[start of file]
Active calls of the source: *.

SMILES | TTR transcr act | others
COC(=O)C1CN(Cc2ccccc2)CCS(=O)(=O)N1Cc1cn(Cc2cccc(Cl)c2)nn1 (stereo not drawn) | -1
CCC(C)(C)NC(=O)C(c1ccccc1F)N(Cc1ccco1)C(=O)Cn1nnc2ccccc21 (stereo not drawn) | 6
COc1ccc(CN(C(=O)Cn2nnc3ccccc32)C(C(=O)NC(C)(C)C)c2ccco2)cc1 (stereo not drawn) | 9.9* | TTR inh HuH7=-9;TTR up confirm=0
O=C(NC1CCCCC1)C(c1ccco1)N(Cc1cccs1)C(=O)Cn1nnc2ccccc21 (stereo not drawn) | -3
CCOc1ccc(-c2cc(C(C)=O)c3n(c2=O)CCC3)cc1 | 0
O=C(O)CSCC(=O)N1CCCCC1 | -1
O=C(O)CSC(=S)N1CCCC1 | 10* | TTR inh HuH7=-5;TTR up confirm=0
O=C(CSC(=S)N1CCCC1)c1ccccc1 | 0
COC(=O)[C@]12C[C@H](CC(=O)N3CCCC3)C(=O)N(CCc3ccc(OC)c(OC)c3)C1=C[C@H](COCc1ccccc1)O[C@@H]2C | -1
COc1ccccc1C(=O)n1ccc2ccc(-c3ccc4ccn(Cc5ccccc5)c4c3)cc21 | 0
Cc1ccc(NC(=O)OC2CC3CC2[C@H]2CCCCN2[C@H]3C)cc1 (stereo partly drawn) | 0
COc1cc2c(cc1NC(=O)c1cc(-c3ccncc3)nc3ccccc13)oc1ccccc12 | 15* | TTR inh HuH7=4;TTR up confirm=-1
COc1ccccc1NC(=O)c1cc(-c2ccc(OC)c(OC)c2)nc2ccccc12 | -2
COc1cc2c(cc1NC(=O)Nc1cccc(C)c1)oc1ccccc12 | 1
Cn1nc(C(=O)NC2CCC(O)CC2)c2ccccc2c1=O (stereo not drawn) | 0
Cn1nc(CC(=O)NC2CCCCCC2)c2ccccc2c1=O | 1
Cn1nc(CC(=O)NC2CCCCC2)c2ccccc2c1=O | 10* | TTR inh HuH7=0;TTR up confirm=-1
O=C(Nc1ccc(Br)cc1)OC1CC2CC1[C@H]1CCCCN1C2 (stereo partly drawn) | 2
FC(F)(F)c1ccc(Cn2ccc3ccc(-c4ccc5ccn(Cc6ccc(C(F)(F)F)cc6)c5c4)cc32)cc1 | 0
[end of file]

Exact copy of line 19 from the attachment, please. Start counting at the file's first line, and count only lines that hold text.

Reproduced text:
Cn1nc(CC(=O)NC2CCCCC2)c2ccccc2c1=O | 10* | TTR inh HuH7=0;TTR up confirm=-1